One Fuel Stop to Florida
Setting out from Toronto to Tampa in the 2018 Chevrolet Equinox Premier Diesel AWD, for the annual Canadian spring rite - a snowbird trek to Florida.
THE PROS & CONS
- What’s Best: Fuel-efficient diesel performance in a sophisticated compact crossover.
- What’s Worst: Diesel only available in upscale trims. And I kind of wish this Mexican-built model had been one of our own Equinoxes from the CAMI plant in Ingersoll, ON.
- What’s Interesting: GM unabashedly taking on the diesel challenge in smaller vehicles in spite of the VW “dieselgate” stigma.
Take me out to the ball game.
The longer winter takes, the more impatient we get for warmer weather. So, with a hankering for both beach time and baseball, the only solution seemed to be the annual Canadian spring rite – a snowbird trek to Florida.
Now, how to turn that into a car story?
I kicked around the idea of an all-electric adventure but the combination of repetitive EV charging stops and a still-iffy infrastructure didn’t seem to lend itself to a stress-free road trip.
“How about a diesel?” George at GM asked. “Be interesting to see how many fuel stops it would take to get to Florida.”
Yes, it would.
And would you believe one stop, George?
But before we get into the numbers, let’s take a look at the all-new third-generation Equinox that debuted for 2018.
The Equinox starts with crossover characteristics that have popularized this ever-increasing segment with easy accessibility, upright seating and a raised vantage point in a cabin that feels roomy for its compact dimensions.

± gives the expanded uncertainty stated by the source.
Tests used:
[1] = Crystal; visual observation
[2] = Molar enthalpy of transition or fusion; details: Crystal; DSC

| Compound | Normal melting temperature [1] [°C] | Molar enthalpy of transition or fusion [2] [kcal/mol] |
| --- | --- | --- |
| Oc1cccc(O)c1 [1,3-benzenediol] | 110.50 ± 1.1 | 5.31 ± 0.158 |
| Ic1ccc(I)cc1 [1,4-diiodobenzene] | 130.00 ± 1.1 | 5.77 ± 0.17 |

SUV-like style and utility blends smoothly with passenger car-like civility and road manners. And then add the all-weather driving security of available all-wheel-drive and thrifty fuel economy in our diesel tester.
The redesigned 2018 Equinox weighs in 10 per cent lighter than its predecessor, shedding 180 kg (400 lb) of mass. LED treatments and a sleeker-lined exterior reflect the latest familial traits shared with the Volt, Malibu and Cruze.
Inside, a lowered windshield and dropped instrument panel open up the outward view.
New “kneeling” rear seats fold flatter, maximizing a more accessible cargo space of 847 litres expanding to 1,798 litres behind the first row.
And a full suite of new available technologies includes Apple CarPlay and Android Auto through MyLink infotainment via seven- or eight-inch display screens, OnStar’s 4G LTE Wi-Fi hotspot, a new vibrating safety alert seat, surround vision, forward collision warning with following distance indicator, lane departure warning with lane keep assist, lane change and blind spot alert, low-speed automatic braking, rear cross traffic alert and more.
A lineup of three turbocharged engine choices starts with 170 hp 1.5-litre and optional 252 hp, 2.0-litre gasoline-powered motors. But let’s concentrate, however, on our as-tested 137 hp 1.6-litre turbodiesel powerplant.
“Whoa,” you might say. “That rating doesn’t sound all that impressive.”
But, as is the case with diesels, it’s the torque – 240 lb/ft peaking at a low 2,000 rpm – that provides the engine get-up-and-go. Granted, it’s no hotrod motor, with limited passing punch and an unchanged tow rating (1,500 lb, same as the 1.5-litre gas engine), but this diesel provides enough oomph for everyday driving.